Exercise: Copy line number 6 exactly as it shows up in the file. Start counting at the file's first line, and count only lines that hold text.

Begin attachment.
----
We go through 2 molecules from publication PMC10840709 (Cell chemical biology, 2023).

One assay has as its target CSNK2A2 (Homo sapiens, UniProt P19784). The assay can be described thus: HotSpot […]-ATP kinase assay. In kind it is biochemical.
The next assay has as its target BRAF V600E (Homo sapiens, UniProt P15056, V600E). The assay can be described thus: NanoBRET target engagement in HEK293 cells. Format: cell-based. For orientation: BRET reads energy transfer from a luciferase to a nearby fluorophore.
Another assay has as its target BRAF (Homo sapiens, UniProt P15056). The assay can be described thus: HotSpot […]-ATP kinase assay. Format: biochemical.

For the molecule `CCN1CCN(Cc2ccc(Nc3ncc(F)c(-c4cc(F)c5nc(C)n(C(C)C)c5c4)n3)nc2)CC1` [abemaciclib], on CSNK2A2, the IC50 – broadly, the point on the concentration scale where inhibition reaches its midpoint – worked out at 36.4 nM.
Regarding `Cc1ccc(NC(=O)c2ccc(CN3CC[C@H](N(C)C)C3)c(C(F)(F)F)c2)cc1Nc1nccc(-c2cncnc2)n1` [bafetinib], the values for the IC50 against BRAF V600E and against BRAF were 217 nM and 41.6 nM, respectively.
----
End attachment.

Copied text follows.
Regarding `Cc1ccc(NC(=O)c2ccc(CN3CC[C@H](N(C)C)C3)c(C(F)(F)F)c2)cc1Nc1nccc(-c2cncnc2)n1` [bafetinib], the values for the IC50 against BRAF V600E and against BRAF were 217 nM and 41.6 nM, respectively.